CFO confidence recovers, although Brexit remains major concern

22 November 2017 5 min. read
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The state of CFOs’ confidence in the UK’s markets has been in a constant state of flux since the shock Brexit vote of 2016. According to the latest available research, companies have regained some of the optimism that was lost following the snap election, as CFOs’ appetite for spending has increased slightly from previous levels.

Brexit continues to concern many British Chief Financial Officers (CFOs), although less so than in the previous quarter. In July, it was found that confidence among UK CFOs had tumbled, largely as a result of the latest election result. Companies were increasingly worried about the effect that Brexit and the resultant weak demand will have on their operations, while many are opting to reduce investment and begin cost cutting. 72% of CFOs said that they would be worse off in the long-run after Brexit, up from 60% in the previous quarter.

However, while negotiations between the beleaguered government of Theresa May and Brussels continue to stutter, the latest survey of the sector by Deloitte, as part of its quarterly ‘CFO Survey’, has found that CFOs, and their decisions, have recovered from recent dips in confidence.Long-term impact of Brexit

Despite falls in investment sentiment among the previously bullish real estate sector on the back of the growing prospect of a “No Deal” scenario, the survey found CFOs generally think that the overall environment for business in the long-term will be worse off if the UK leaves the EU (excluding those who say it will have little effect), stood at 60%, while 14% said that they believed the UK would be better off for the divorce. The numbers are an improvement on the previous quarter, in which a relatively uninspiring hung parliament reduced the government’s mandate and bargaining power, while deep uncertainty about the negotiation strategy held sway – resulting in 72% of respondents saying that the long-term looked worse and 8% better, the lowest result since the referendum result.Business optimism

Meanwhile, net business optimism, which fell to less than -20% net in the previous survey, has rebounded to a net 0%. Businesses are therefore slightly more optimistic on balance about their financial position than three months previously.

The number of businesses that report the uncertainties facing their business as high or very high has fallen slightly, from over 40% to around 30%. While uncertainty spiked following the snap election result, the long-term trend among businesses implies a belief that the government can somehow provide certainty – despite its precarious confidence and supply coalition – as the consequences of Brexit become increasingly clear – or the effect of the worst case is better understood.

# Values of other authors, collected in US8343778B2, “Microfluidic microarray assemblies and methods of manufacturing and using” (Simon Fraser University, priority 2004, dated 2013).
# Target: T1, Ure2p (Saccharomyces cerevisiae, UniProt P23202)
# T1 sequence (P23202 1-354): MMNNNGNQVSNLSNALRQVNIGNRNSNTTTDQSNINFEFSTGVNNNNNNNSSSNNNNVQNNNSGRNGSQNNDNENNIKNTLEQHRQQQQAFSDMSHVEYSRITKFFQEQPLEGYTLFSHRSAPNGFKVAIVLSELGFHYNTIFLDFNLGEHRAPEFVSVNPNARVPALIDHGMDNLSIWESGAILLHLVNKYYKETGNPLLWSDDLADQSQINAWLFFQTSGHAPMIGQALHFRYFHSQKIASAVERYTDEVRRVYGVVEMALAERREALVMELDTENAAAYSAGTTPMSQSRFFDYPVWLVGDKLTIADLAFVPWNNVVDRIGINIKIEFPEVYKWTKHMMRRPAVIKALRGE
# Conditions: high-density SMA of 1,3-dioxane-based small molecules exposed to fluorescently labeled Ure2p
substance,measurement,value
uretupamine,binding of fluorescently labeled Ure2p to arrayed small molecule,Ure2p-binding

Remarking on the change, Ian Stewart, Chief Economist at Deloitte, said, “Optimism among CFOs has rebounded after a slump following the snap general election and perceptions of uncertainty are almost half the level seen immediately after the referendum. It is testament to the changeable business environment that, this far into the UK recovery, CFOs remain on a cautious footing with inflation squeezing corporate margins and measures like cost control still topping their list of priorities.”

Effect of Brexit on own spending

When it comes to key decision making, the latest result shows a mixed bag result – although largely positive compared to the previous quarter. In terms of M&A, the number of businesses that say that investment will decrease has fallen slight from 17% in Q2 2017 to 30% in the most recent quarter. Capital expenditure, meanwhile, saw a decrease from 33% to 30% who expect a decrease, although still well above the 26% recorded prior to the snap election.

Those who are considering a decrease in hiring activity have decreased slightly, falling from 38% of the total to 36%. Although, again, the snap election appears to have dented hiring confidence slightly, with 30% recorded in Q1 2017. Discretionary spending appears to have been the least affected by the election – hovering at around 50% since Q4 2016.

Risk posed to business by factor

In terms of key business risks, Brexit – not considering the margin of error – has dropped two points to 58*. Weak demand in the UK has seen its risk level decrease slightly, from 57 points to 53. The tightening of monetary policy in the US and UK, with The Bank of England indicating that rate rises are increasingly likely as inflation ticks up, remains at around 50 points on the risk scale.

For the most part, the respondents saw risk decrease across all categories measured – with the one exception, ‘weakness and/or volatility in emerging markets and rising geopolitical risks in the Middle East’, which rose from 32 points to 33. A pickup in growth in the EU is partly complicit in the decrease of risk profile across various key businesses market interfaces.

Corporate priories in the next 12 months

In terms of corporate priorities, most respondents remain focused on reducing costs and introducing new products/services or expanding into new markets, at 41% and 39% respectively. However, both categories have seen a decrease in attention on the previous period, down from 46% and 42% of respondents respectively.

Expansion by acquisition appetite has decreased slightly, from 25% of respondents to 20%, while increasing dividends or share buybacks have increased somewhat, up from 8% in the previous quarter to 15% in the most recent quarter.

* On a 100 point scale, where 100 is existential risk and 0 is no risk at all.